After waiting for their appointed tour time at Neuschwanstein our intrepid trio was rewarded with a fine tour of this castle.  This castle was Ludwig's biggest project but was never finished as he drowned mysteriously in a nearby lake before it's completion.  The fact that Ludwig was draining Bavaria's fiscal resources to build this castle and several others is suggested as one of the reasons for his untimely death.  Hayley says it was totally awesome.  Bob says it was "the bomb".   Do you see the level of cooperation I am getting here?
Apparently the tour guide made a bigger impression than the castle itself. Also of note was that they were not allowed to take pictures although many on the tour thought they were being clever by taking pictures surreptitiously.  Neuschwanstein's other claim to fame is that unlike other tourist attractions that run you through the gift shop on the way out, it had TWO gift shops that you went through on the way out.  
Then they walked up to the Marienbrucke up behind the castle.  The construction of the bridge gave Hayley second thoughts about walking on it.  They walked out on it to take pictures of the waterfall.  It is a great place for a perfect shot back at the castles.  
Afterwards they walked back down to the river, took off their shoes and cooled off in the ice cold, rushing waters.  This is where Bob decided to temporarily misplace his glasses in the water; luckily they didn't wash away in the current.  Further exploration found the flume that channeled water to power an old sawmill.  
They also spent a considerable amount of time making rock art along the river.  The landscape will never be quite the same again.
They then followed the bread crumb trail back to the car and rushed home to check to see how I was doing and coincidentally to eat dinner.  We then watched The Brothers Grimm on DVD and crashed for the night. 

Sunday, July 17, 2011

Deutschland, here we come.

The final country on our tour...Germany.  We load our things into the car and drive out of Lucerne which was amazingly easy all things considered.  Google says that the drive time is a little over 3 hours, however, Google always knows where it is going.  WHEN we have Internet access, I've been saving off the Google map of the destination on my desktop to be able to guide us when we each our final destination.  Unfortunately, the map doesn't always translate to what you're looking at...but I'm getting ahead of myself.
On our way to Fuessen, we wind up driving through the western tip of Austria.  We stopped in the town of Bregenz to find some lunch and pull over to this little market we find.  We're walking around trying to collect sandwich makings.  I'm at the back counter where they have the meats and breads.  Bob comes up and says that he thinks we are in an ethnic market as he holds up some item in his hand and the writing on the package is not in a language that I recognize, why heck, it's not even the same alphabet!  As I'm waiting for someone to come out of the back room to get service in the bakery section, I here this ZAP noise.  I look up and there, mounted on the wall, is one of those bug zapper units.  Some fly has met it's maker, which is probably a good thing given the open meat counter.  I'm thinking it's a creative solution when a woman comes out and grudgingly offers to serve me.  I ask for some of the rolls in the bin over there and she tells me that they are old and then walks off.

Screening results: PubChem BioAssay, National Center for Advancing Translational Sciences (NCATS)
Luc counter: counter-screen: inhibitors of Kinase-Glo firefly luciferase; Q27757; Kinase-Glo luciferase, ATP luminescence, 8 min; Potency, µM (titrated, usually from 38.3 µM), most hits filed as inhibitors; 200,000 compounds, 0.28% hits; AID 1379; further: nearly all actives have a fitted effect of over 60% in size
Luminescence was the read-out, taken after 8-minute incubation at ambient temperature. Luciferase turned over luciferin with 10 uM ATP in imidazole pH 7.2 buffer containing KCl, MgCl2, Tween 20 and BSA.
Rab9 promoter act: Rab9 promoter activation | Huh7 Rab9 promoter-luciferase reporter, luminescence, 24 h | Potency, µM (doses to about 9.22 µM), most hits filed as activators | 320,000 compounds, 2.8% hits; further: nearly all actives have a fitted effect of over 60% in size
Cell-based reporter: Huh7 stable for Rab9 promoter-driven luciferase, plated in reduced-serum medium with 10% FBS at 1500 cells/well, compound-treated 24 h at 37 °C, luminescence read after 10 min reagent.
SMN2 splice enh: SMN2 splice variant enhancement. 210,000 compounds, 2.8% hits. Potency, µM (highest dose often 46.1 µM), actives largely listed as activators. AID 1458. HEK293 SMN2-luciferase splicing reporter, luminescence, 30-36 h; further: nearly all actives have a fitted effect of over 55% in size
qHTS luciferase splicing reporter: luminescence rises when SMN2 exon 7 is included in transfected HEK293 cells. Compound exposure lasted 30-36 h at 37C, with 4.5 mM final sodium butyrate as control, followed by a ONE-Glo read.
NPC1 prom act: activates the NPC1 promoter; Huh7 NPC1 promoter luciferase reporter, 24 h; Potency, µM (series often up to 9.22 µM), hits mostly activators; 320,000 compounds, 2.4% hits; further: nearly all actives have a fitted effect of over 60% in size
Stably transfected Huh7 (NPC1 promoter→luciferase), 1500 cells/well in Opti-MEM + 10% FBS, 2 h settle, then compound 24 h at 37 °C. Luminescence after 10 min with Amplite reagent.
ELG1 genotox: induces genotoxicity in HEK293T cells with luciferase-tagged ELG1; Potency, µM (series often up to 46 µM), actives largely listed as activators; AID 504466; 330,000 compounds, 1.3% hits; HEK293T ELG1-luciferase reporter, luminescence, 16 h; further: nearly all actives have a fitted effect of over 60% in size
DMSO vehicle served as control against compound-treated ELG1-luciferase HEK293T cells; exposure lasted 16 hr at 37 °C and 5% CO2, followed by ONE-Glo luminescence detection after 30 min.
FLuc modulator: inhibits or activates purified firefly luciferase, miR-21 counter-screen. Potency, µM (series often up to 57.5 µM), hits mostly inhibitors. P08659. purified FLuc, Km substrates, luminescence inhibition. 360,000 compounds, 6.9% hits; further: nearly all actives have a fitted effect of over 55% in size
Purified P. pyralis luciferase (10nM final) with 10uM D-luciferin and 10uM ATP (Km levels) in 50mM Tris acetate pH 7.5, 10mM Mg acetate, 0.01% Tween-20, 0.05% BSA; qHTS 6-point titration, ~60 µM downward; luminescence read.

At this point, we decide to buy only the fruit that we have collected and get out of Dodge.  We finally found another market further along and lunch was purchased and consumed.  The fruit purchased at the earlier stop turns out to be beautiful to look at, but tastes borderline nasty.  
Through Austria and onto the German Autobahn where the other cars begin to pass us at speeds that cause our car to be sucked over into their lane as they whiz past.  At this point, it's fairly easy going until we get off of the Autobahn and start to find our way around Fuessen.  Since we are early for check in, we decide to go to visit Linderhof, one of Ludwig II's castles.  Now we run into the problem of having a map that doesn't show all the little roads, the scale is too large.  I try to navigate by dead reckoning and a large percentage of luck, but the stars are not aligning themselves on our side.  After several abortive attempts (and driving back into Austria a couple of times), we wind up heading north on one of the roads that actually shows up on the map.  By now, I'm thinking "screw it", we'll go visit Wieskirche and then go all the way around and get to Linderhof.  It's not what I had in mind, but it worked.  Unfortunately, it did lengthen the time in the car...
Wieskirche is a church that is situated on a little knoll and is now surrounded with buildings given over to the tourist industry which dampens the effect of the church.  When I first saw it in 1973, it was this simple looking little pale yellow and white church standing on a rise in the middle of a field.  It has since been repainted to a pale peach and white and a new "wing" built on the backend in addition to the restaurant and gift shops built out front.